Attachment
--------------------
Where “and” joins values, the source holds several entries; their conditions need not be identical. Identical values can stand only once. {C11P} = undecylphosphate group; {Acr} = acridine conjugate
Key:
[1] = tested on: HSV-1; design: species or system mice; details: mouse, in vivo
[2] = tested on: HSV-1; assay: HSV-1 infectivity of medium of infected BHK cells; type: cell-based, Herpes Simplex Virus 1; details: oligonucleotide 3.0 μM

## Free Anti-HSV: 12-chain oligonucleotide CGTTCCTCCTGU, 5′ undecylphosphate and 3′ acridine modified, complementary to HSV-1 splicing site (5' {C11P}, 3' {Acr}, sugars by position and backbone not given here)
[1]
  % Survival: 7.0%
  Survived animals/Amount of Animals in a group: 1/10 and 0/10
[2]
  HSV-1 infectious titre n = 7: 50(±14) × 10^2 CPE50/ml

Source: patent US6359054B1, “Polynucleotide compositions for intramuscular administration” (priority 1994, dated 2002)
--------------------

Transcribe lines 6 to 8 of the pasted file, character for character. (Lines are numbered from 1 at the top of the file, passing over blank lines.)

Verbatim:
[1]
  % Survival: 7.0%
  Survived animals/Amount of Animals in a group: 1/10 and 0/10